State agencies deny interviews after report finds errors during snowy nightmare on I-95
RICHMOND, Va. (WRIC) – Former and current state officials are denying maintenance requests after a new report found government agencies mishandled a snowy nightmare on Interstate 95 last January.
The more than 40-mile shutdown between Richmond and Washington DC left hundreds of drivers stranded overnight without essential supplies.
Although there were a number of complicating factors beyond the government’s control, Virginia’s watchdog agency found that the state had not prepared adequately, despite at least one similar situation in recent history.
The problems detailed by the Office of the State Inspector General in a study released Friday night occurred late in the administration of former Gov. Ralph Northam. Northam and former Transportation Secretary Shannon Valentine did not respond to requests for comment on Monday.
In a statement on Monday, Governor Glenn Youngkin’s spokesman Macaulay Porter said, “Under the Governor’s direction, the snow events following his inauguration were managed to worst-case scenario preparedness standards rather than under-preparedness for snow-related emergency events.
But the new leaders in Governor Youngkin’s service said they would not make themselves available for interviews about what they were doing differently to avoid repeating those mistakes in the wake of the report.
This is significant because SOGI found that many lessons learned from a similar snowfall incident in 2018 were not applied by the Virginia Department of Transportation during the 2022 response.
After the 2018 backup on Interstate 81 near Bristol, there were calls to establish clear protocols to communicate potential worst-case scenarios “early and confidently” to the public.
But during the 2022 status quo, SOGI found the state’s communications strategy to be ineffective.
“Some motorists received messages to avoid the area and ignored them, while others may not have been aware of the messages at all,” the report said. “Additionally, during the storm, communications either did not clearly indicate the need to avoid traveling on I-95 or provided inaccurate information.”
For example, the report cites a message via the Wireless Emergency Alert System, which read: “I-95 Drivers: State & locals coming ASAP with supplies & to move you.
Despite the message, many drivers said they never saw these supplies because they ran out of food, water and gas. State officials said weather conditions made it impossible to access much of the freeway.
The report further stated that “VDEM had reservations about sending the message as they believed it was not accurate.”
While frontline responders shared the supplies they had with stranded drivers, SOGI found that “there was no major effort to help stranded motorists, many of whom abandoned their vehicles and searched refuge in nearby hotels”.
SOGI asked the state to identify which agency would be responsible for this task in the future.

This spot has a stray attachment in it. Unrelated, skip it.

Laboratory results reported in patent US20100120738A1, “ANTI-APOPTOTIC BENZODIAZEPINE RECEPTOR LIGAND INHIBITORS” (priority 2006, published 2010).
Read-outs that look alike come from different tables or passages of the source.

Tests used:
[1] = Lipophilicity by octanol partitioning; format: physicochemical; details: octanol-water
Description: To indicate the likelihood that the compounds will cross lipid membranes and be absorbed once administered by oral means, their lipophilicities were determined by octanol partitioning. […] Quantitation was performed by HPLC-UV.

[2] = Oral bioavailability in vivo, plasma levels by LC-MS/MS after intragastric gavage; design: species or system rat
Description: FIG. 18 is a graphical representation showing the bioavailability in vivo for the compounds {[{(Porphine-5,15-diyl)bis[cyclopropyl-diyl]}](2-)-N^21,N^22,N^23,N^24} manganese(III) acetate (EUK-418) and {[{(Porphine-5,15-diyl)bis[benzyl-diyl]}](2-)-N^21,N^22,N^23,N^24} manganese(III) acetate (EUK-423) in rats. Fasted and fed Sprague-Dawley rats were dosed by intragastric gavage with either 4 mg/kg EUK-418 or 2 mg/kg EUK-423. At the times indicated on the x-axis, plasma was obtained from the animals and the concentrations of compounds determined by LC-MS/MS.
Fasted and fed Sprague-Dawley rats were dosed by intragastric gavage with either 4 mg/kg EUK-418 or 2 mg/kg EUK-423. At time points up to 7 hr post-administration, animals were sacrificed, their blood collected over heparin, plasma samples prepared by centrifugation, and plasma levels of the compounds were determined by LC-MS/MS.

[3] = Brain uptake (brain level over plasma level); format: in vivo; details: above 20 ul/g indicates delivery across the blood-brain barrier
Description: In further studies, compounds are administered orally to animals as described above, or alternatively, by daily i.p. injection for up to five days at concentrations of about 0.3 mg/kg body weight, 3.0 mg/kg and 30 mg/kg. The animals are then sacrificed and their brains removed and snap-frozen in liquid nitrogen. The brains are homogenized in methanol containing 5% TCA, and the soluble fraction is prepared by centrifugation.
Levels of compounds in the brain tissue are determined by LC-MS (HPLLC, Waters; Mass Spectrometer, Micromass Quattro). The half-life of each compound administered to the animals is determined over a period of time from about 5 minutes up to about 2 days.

Additionally, the report states that intra-agency communications at the VDOT were ineffective.
“In SOGI’s view, VDOT Fredericksburg management did not respond quickly enough to sensitize management to the situation,” the report said. “Without situational awareness during the 2022 I-95 snowfall incident, efforts to manage the snowstorm and the effect on citizens were uncoordinated to ensure a timely response.”
In a statement, the VDOT said it is committed to making improvements to keep travelers and workers safe. The agency said some measures were already underway.
For example, VDOT said it held a statewide readiness workshop with state and local leaders in early summer, covering messaging, situational awareness and securing resources. suitable for the snow season. The agency said staff are taking courses from FEMA to improve their crisis communication skills.
Additionally, several state agencies have drafted a framework to deal with long-term shutdowns where vehicles are stopped, including a tool already in use in some other states that provides emergency text notifications.
“The provisioning of this system has been completed and we are working with Information Logistics, Inc., to deploy it within the next 60-90 days,” the VDOT statement continued.
According to the report’s “corrective action plan,” agencies expect to implement the majority of SOGI’s recommendations by December 2022, but at least two key steps will take longer.
The report found that the Virginia Department of Emergency Management does not have a specific hazard plan for heavy snowfall. A review of the Commonwealth of Virginia Emergency Operations Plan (COVEOP) All-Hazards to identify gaps and improvements is not expected to be completed until July 2023.
In a statement on Monday, VDEM said: “Our agency remains committed to serving the Commonwealth in all mission areas of emergency management and will endeavor to implement any necessary changes to current policies and/or procedures. This process will also include working with our local, state and private sector partners to ensure efforts are coordinated and communicated in a timely manner.
Another complicating factor during the storm was that most, if not all, of the traffic cameras in this area of I-95 were not operational due to power outages. Planning for possible back-up power for some cameras won’t be complete until July 2023 and it’s unclear how long it will take to execute that plan.
“Without the cameras and with limited communication, there was no opportunity to see the big picture of the problem,” the report said.
Virginia State Police said they are also reviewing the report and working with VDOT and VDEM to improve the state’s response to severe winter weather events.